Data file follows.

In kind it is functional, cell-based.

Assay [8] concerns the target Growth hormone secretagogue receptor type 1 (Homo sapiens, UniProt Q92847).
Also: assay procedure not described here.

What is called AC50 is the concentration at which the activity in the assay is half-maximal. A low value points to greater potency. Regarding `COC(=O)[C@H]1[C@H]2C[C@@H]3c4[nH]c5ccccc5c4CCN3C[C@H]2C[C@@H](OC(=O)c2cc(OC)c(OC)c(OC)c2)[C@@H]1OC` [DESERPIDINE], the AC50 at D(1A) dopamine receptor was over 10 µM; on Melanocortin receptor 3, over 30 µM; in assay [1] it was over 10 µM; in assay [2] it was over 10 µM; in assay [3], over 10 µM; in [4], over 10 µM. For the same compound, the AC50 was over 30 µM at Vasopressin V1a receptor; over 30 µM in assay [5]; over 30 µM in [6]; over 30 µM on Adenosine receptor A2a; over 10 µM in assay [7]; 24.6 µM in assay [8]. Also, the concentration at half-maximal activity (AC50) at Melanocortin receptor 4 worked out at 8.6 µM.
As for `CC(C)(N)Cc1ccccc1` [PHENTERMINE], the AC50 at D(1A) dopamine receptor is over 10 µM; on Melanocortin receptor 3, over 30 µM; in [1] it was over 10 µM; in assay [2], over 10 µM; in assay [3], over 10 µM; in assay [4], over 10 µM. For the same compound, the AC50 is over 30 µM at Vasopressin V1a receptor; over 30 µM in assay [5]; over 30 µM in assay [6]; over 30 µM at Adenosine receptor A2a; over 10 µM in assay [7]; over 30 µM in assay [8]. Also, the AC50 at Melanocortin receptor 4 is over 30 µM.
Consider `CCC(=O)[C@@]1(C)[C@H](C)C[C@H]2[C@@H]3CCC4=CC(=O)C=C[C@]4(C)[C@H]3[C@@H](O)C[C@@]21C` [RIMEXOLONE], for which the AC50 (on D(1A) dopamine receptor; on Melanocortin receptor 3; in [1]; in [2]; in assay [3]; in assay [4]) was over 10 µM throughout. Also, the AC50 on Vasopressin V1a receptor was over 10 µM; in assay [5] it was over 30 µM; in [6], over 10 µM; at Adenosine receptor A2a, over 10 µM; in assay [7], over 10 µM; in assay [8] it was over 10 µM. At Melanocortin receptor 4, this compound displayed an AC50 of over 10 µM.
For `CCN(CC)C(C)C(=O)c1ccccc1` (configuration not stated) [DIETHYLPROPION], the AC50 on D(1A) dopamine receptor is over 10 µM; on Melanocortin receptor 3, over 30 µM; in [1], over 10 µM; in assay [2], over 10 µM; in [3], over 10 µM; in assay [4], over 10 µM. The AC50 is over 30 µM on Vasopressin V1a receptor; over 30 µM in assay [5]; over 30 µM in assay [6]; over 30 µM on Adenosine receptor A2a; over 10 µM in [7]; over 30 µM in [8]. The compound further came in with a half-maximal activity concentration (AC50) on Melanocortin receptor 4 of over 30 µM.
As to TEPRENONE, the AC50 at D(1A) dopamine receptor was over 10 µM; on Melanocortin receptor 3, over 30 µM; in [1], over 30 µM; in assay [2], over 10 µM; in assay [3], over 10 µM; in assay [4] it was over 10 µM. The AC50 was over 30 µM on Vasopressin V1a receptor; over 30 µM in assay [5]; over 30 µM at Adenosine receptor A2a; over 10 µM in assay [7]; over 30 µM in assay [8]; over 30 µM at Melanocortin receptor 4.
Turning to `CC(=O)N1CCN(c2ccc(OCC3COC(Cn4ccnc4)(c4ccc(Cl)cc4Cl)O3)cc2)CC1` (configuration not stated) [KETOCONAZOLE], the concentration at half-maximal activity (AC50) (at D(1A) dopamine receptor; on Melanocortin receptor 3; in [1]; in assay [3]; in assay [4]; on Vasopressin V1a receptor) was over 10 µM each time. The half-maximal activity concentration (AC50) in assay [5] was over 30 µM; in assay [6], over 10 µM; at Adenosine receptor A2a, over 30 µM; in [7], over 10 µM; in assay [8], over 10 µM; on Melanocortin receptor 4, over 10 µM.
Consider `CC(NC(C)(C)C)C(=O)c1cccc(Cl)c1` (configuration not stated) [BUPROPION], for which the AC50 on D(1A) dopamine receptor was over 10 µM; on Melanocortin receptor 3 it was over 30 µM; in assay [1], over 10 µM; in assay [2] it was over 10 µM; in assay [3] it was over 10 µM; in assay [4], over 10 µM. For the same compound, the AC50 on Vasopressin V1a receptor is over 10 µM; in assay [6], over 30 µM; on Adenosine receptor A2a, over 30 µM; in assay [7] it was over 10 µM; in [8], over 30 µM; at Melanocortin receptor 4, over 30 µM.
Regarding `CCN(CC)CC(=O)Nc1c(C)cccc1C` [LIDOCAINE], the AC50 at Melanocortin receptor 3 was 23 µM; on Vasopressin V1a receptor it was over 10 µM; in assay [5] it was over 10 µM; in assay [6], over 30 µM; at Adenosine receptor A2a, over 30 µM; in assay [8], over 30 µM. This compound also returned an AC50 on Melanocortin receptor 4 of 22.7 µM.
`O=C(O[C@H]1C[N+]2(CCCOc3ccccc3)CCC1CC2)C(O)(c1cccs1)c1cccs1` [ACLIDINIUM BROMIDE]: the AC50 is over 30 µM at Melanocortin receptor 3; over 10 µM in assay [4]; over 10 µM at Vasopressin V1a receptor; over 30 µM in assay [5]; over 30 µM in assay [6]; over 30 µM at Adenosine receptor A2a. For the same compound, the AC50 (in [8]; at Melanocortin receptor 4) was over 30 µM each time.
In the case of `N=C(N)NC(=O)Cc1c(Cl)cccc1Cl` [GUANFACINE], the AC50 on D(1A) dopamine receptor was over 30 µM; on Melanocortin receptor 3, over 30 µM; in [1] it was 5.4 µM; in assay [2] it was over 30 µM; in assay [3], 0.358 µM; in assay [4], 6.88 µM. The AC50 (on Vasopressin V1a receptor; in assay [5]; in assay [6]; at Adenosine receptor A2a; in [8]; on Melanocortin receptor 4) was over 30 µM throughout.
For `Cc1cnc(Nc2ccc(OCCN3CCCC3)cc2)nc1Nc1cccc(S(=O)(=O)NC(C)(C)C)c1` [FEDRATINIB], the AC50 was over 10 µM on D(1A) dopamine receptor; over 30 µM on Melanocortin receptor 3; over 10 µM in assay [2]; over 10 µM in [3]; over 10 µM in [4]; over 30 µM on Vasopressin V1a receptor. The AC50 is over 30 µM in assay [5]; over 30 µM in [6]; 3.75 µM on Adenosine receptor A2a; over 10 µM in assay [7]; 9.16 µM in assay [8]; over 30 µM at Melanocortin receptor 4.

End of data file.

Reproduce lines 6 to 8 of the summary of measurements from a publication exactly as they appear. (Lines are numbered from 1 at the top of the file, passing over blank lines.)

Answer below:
Consider `CCC(=O)[C@@]1(C)[C@H](C)C[C@H]2[C@@H]3CCC4=CC(=O)C=C[C@]4(C)[C@H]3[C@@H](O)C[C@@]21C` [RIMEXOLONE], for which the AC50 (on D(1A) dopamine receptor; on Melanocortin receptor 3; in [1]; in [2]; in assay [3]; in assay [4]) was over 10 µM throughout. Also, the AC50 on Vasopressin V1a receptor was over 10 µM; in assay [5] it was over 30 µM; in [6], over 10 µM; at Adenosine receptor A2a, over 10 µM; in assay [7], over 10 µM; in assay [8] it was over 10 µM. At Melanocortin receptor 4, this compound displayed an AC50 of over 10 µM.
For `CCN(CC)C(C)C(=O)c1ccccc1` (configuration not stated) [DIETHYLPROPION], the AC50 on D(1A) dopamine receptor is over 10 µM; on Melanocortin receptor 3, over 30 µM; in [1], over 10 µM; in assay [2], over 10 µM; in [3], over 10 µM; in assay [4], over 10 µM. The AC50 is over 30 µM on Vasopressin V1a receptor; over 30 µM in assay [5]; over 30 µM in assay [6]; over 30 µM on Adenosine receptor A2a; over 10 µM in [7]; over 30 µM in [8]. The compound further came in with a half-maximal activity concentration (AC50) on Melanocortin receptor 4 of over 30 µM.
As to TEPRENONE, the AC50 at D(1A) dopamine receptor was over 10 µM; on Melanocortin receptor 3, over 30 µM; in [1], over 30 µM; in assay [2], over 10 µM; in assay [3], over 10 µM; in assay [4] it was over 10 µM. The AC50 was over 30 µM on Vasopressin V1a receptor; over 30 µM in assay [5]; over 30 µM at Adenosine receptor A2a; over 10 µM in assay [7]; over 30 µM in assay [8]; over 30 µM at Melanocortin receptor 4.